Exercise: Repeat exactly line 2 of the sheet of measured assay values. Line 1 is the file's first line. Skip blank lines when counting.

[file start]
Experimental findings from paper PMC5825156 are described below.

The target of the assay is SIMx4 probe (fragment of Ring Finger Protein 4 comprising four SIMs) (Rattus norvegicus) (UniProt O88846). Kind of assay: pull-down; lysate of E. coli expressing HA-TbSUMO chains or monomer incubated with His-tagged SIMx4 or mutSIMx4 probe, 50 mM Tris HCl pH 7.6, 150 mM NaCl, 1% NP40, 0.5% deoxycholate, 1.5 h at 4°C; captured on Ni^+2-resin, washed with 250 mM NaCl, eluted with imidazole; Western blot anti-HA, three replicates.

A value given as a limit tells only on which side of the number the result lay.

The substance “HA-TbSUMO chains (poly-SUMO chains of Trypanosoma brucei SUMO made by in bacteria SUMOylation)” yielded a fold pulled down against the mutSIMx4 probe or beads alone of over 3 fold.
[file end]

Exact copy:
The target of the assay is SIMx4 probe (fragment of Ring Finger Protein 4 comprising four SIMs) (Rattus norvegicus) (UniProt O88846). Kind of assay: pull-down; lysate of E. coli expressing HA-TbSUMO chains or monomer incubated with His-tagged SIMx4 or mutSIMx4 probe, 50 mM Tris HCl pH 7.6, 150 mM NaCl, 1% NP40, 0.5% deoxycholate, 1.5 h at 4°C; captured on Ni^+2-resin, washed with 250 mM NaCl, eluted with imidazole; Western blot anti-HA, three replicates.